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these people are very interesting and they are in the book. george's mother was almost as big as he was and a very tall woman and had a most tremendous temper that you could possibly imagine her husband died when george was 11 and she spent most of the time to get george to be a surrogate husband, a substitute and george was so thrilled he went to join their british navy at the age of 14 to get away. [laughter] but then intervening was a wonderful man, lawrence washington, his half-brother who was the master of mount vernon. that was the miles away from washington and lawrence said it was time to invite to this big tall teenager up to mount vernon.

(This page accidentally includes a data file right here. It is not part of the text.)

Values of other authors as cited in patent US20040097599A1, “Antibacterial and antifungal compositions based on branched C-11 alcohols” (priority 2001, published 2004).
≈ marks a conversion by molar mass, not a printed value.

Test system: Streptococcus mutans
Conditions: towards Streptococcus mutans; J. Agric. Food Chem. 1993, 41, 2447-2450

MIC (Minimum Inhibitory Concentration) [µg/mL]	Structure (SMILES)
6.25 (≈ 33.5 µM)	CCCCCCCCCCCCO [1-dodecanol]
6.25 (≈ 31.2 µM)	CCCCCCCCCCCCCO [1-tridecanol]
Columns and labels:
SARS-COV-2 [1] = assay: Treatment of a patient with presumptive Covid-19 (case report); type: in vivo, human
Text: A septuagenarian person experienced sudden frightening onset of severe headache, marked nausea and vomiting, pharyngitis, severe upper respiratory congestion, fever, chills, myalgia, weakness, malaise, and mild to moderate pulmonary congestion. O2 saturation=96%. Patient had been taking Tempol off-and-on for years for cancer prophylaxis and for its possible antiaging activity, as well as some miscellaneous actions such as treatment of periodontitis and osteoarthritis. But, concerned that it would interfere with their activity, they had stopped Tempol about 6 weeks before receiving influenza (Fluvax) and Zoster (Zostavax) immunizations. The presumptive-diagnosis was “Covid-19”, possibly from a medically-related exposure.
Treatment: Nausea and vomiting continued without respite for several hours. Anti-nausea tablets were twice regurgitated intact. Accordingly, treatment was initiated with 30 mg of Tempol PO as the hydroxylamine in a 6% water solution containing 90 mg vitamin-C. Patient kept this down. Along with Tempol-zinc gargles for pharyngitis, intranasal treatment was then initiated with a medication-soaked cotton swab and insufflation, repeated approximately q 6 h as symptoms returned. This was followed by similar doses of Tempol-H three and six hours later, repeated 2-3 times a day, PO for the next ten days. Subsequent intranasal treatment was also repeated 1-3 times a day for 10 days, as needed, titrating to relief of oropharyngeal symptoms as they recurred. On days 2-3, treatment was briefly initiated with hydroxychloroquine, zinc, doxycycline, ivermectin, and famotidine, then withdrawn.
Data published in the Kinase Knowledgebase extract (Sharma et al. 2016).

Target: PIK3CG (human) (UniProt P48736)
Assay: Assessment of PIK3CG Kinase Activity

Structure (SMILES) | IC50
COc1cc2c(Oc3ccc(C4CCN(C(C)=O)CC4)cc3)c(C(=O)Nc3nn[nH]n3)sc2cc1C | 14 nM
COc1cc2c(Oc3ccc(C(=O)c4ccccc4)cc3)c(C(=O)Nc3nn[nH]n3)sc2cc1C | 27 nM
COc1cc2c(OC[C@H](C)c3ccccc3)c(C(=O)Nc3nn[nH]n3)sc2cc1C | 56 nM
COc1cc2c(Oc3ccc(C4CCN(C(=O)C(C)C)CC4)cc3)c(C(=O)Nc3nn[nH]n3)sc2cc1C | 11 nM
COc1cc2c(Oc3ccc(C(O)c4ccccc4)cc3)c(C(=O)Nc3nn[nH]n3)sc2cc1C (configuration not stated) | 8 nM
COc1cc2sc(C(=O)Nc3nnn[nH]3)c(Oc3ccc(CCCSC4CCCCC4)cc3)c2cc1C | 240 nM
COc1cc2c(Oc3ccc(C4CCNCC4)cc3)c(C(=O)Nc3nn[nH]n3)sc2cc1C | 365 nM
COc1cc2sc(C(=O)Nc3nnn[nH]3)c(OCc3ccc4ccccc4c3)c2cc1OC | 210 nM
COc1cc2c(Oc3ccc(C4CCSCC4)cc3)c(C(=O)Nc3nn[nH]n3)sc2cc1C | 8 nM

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he was 16 when he started to come there and that is where he met sally fairfax and a very flirtatious wife of the man of the house down the road. for about one dozen years, sally flirted with him and tormented him. after he became a engaged to martha, she wrote him a letter saying are you inpatient to see the campaign over so you can embrace her? [laughter] he wrote her a pleasing letter because he is about to fight the indians and there may be a bullet with my name on it and they're probably will be but he could not resist. he wrote a blazing four page letter in which he simply said to you love me as much as i love you? i just want to know that before i march off to get